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The insulin-like growth factor axis and risk of liver disease in hepatitis C virus/HIV-co-infected women

Strickler, Howard Da; Howard, Andrea Aa; Peters, Marionb; Fazzari, Melissaa; Yu, Herbertc; Augenbraun, Michaeld; French, Audrey Le; Young, Maryf; Gange, Stepheng; Anastos, Kathryna; Kovacs, Andreah,*

doi: 10.1097/QAD.0b013e3282f22cdf
Epidemiology and Social: Concise Communication

Objective: Insulin-like growth factor (IGF) I stimulates the proliferation of hepatic stellate cells (HSC), the primary source of extracellular matrix accumulation in liver fibrosis. In contrast, insulin-like growth factor binding protein (IGFBP) 3, the most abundant IGFBP in circulation, negatively modulates HSC mitogenesis. To investigate the role of the IGF axis in hepatitis C virus (HCV)-related liver disease among high-risk patients, we prospectively evaluated HCV-viremic/HIV-positive women.

Design: A cohort investigation.

Methods: Total IGF-I and IGFBP-3 were measured in baseline serum specimens obtained from 472 HCV-viremic/HIV-positive subjects enrolled in the Women's Interagency HIV Study, a large multi-institutional cohort. The aspartate aminotransferase to platelet ratio index (APRI), a marker of liver fibrosis, was assessed annually.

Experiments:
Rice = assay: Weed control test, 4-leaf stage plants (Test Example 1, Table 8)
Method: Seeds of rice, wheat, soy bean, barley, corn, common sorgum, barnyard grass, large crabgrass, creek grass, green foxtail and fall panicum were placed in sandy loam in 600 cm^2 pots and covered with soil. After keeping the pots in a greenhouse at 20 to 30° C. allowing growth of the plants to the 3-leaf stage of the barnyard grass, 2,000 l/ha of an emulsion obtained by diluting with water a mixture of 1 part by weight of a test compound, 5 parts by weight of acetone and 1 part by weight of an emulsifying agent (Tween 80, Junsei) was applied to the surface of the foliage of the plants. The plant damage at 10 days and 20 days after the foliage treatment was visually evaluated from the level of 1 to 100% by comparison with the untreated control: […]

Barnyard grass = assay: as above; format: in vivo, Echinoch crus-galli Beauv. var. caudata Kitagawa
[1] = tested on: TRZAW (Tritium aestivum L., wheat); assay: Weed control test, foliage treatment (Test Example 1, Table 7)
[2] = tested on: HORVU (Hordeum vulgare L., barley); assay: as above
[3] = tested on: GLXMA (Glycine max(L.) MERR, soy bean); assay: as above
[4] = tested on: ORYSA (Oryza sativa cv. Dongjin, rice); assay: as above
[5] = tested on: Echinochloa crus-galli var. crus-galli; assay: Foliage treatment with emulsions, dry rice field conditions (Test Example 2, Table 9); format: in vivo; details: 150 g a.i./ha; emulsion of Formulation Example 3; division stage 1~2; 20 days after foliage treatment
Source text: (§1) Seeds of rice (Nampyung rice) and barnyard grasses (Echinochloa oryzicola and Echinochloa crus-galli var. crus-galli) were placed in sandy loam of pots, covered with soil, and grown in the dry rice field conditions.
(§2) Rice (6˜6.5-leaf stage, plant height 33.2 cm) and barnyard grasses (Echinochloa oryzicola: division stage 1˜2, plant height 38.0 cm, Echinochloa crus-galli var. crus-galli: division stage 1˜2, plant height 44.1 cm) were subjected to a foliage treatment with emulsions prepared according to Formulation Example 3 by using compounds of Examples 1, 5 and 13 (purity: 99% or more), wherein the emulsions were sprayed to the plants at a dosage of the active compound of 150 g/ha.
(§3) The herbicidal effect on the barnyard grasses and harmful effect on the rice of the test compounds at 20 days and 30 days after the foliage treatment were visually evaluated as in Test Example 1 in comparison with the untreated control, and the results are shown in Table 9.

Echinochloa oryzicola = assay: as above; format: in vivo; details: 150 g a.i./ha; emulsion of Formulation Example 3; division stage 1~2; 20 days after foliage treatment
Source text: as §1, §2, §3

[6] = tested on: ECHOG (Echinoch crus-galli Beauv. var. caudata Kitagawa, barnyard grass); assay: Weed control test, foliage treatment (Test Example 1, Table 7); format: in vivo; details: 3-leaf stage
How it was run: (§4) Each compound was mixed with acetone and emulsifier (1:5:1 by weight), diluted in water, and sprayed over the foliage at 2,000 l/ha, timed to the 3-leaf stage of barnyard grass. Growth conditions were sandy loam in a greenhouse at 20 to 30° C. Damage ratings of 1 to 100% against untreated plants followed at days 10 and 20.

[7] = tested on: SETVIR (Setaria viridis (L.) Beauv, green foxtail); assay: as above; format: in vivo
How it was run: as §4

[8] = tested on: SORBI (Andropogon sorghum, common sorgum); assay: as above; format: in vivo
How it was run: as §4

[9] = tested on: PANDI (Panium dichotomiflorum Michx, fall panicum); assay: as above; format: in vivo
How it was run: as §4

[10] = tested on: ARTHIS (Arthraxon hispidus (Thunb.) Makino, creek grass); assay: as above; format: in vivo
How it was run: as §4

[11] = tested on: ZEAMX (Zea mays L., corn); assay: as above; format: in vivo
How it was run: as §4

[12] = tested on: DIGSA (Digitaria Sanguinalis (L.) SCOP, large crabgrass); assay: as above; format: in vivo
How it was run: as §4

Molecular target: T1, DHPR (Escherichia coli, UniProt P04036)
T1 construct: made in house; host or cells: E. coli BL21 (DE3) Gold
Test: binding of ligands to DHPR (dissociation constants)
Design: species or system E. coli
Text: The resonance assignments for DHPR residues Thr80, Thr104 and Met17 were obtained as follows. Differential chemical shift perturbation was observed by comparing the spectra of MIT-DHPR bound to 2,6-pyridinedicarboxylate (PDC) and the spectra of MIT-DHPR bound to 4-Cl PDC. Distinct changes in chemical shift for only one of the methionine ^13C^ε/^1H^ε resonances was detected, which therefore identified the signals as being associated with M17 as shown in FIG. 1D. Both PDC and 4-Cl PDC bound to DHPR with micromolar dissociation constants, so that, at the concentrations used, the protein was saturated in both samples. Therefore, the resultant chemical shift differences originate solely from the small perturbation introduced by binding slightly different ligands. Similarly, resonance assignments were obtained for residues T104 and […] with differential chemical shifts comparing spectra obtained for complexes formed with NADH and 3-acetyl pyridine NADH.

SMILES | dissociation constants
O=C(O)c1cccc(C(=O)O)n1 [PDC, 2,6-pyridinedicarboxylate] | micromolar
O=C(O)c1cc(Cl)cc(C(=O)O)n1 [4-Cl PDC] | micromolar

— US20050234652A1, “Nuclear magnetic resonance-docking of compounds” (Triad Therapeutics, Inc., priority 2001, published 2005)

Results: Normal APRI levels (< 1.0) at baseline were detected in 374 of the 472 HCV-viremic/HIV-positive subjects tested, of whom 302 had complete liver function test data and were studied. IGF-I was positively associated [adjusted odds ratio comparing the highest and lowest quartiles (AORq4–q1), 5.83; 95% confidence interval (CI) 1.17–29.1; Ptrend = 0.03], and IGFBP-3 was inversely associated (AORq4–q1, 0.13; 95% CI 0.02–0.76; Ptrend = 0.04), with subsequent (incident) detection of an elevated APRI level (> 1.5), after adjustment for the CD4 T-cell count, alcohol consumption, and other risk factors.

Conclusion: High IGF-I may be associated with increased risk and high IGFBP-3 with reduced risk of liver disease among HCV-viremic/HIV-positive women.

From the aAlbert Einstein College of Medicine, Bronx, New York, USA

bUniversity of California San Francisco, San Francisco, California, USA

cYale University, New Haven, Connecticut, USA

dMaimonides Medical Center, Brooklyn, New York, USA

eCORE Center/Stroger Hospital of Cook County, Chicago, Illinois, USA

fGeorgetown University, Washington, DC, USA

gJohns Hopkins University, Baltimore, Maryland, USA

hUniversity of Southern California, Los Angeles, California, USA.

*See Acknowledgements for details of the Viruses and Hormones Study Group.

Received 24 July, 2007

Revised 4 September, 2007

Accepted 13 September, 2007

Correspondence to Howard D. Strickler, MD, MPH, Department of Epidemiology and Population Health, Albert Einstein College of Medicine, 1300 Morris Park Avenue, Belfer 1308-B, Bronx, NY 10461, USA. E-mail: strickle@aecom.yu.edu

© 2008 Lippincott Williams & Wilkins, Inc.